The FDA Would Like to Remind You It Has Not Approved Any Skin Tag Removers

dark brown skin tag

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Key Takeaways

  • The FDA is warning some companies to remove skin tag and mole removers for sale on their websites.
  • The agency stresses it has not granted approval to these products.
  • Doctors say it’s important to have skin tags and moles removed by a professional.

The Food and Drug Administration (FDA) has issued a warning to select companies that are selling mole and skin tag removal products. The FDA shared in a press announcement that these products are in violation of the Federal Food, Drug, and Cosmetic Act.

“There are no FDA-approved over-the-counter drug products for the removal of moles and skin tags,” the agency said in the release.

The warning letters were issued to, Ariella Naturals, and Justified Laboratories. Mole and skin tag removal products sold by these companies have not been FDA-evaluated for safety, effectiveness, or quality.

The FDA also said that it has issued a consumer warning that noted products marketed for removing moles and other skin lesions can cause injuries and scarring.

“The sale of these products risks public health and may jeopardize consumers’ health when used without consulting a health care professional,” the release said.

If you have a mole or skin tag, what is the safest way to remove them, if you choose to? Here’s what you need to know.

Can You Remove a Mole or Skin Tag at Home?

While it can be tempting to skip a dermatologist visit to remove a skin tag or mole, it’s not recommended.

“Removing skin tags at home can be a bad idea for a few reasons, the most serious being that what you may think is a skin tag may not be one,” Cindy Wassef, MD, assistant professor at the Rutgers Center for Dermatology, told Verywell. “I have seen patients come in for what they believe are skin tags, but closer examination has revealed attached ticks, birthmarks, seborrheic keratoses (benign growths) and even skin cancer.”

If a skin tag growth doesn’t look “completely classic,” as Wassef describes it, physicians will likely send a sample to a pathologist for examination under the microscope. If you remove it at home, that won’t be possible.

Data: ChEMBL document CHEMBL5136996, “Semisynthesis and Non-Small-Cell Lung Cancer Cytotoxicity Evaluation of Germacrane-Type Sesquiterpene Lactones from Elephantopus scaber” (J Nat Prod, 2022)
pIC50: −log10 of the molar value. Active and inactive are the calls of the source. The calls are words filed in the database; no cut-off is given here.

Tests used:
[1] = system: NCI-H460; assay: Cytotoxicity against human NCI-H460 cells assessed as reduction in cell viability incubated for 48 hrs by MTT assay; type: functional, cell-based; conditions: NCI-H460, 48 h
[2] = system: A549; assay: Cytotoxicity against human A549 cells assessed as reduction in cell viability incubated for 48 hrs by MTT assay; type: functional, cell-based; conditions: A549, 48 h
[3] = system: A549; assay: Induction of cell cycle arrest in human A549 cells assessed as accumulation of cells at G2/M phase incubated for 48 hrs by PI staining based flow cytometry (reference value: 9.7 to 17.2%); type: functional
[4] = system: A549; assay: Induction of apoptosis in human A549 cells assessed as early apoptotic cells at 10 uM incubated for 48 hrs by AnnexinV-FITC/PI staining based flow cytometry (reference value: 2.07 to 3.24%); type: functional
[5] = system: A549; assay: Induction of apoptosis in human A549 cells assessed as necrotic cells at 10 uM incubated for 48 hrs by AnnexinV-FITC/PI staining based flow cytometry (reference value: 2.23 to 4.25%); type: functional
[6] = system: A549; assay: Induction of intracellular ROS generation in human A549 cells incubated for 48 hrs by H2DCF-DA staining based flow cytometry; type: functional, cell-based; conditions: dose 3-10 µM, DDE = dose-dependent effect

She says the same holds true for moles.

“Any removal needs to be done in a dermatologist’s office so the mole can be properly examined and make sure it’s not a skin cancer,” Wassef said. “Moles develop at deeper layers of skin, and products claiming to removal moles will not go deep enough to remove it. It will likely just cause significant irritation and pain.”

Risks of At-Home Removal

In addition to potential pain, removing a skin growth at home may have a few repercussions.

"Some home removal methods involve snipping [skin tags] off, which leaves open skin where bacteria can get in,” Ife J. Rodney, MD, founding director of Eternal Dermatology + Aesthetics, told Verywell, explaining this can lead to infection.

Larger skin tags also “have a rich vascular supply,” which could lead to bleeding if they’re cut off, she said.

How Removal Should Work

Doctors say it’s really best to see a dermatologist for any type of mole or skin tag removal.

“Skin tags can be removed either by clean removal with a forceps and special scissors, or frozen off with liquid nitrogen,” Wassef said. “If the skin tag looks suspicious in any way, we have the option to send it in to the lab for further examination after removal with a forceps and scissors.”

Mole removal “usually requires either a biopsy or a small surgical procedure with stitches to completely remove it,” she said.

Ultimately, doctors recommend consulting a medical provider if you have a skin tag or mole that you’d like removed.

“Leave it to the professionals,” Rodney said.

What This Means For You

While you may see mole and skin tag removal tools for sale online, these are not FDA-regulated. If you have a mole or skin tag you want removed, it’s really best to see a dermatologist for help.

By Korin Miller
Korin Miller is a health and lifestyle journalist who has been published in The Washington Post, Prevention, SELF, Women's Health, The Bump, and Yahoo, among other outlets.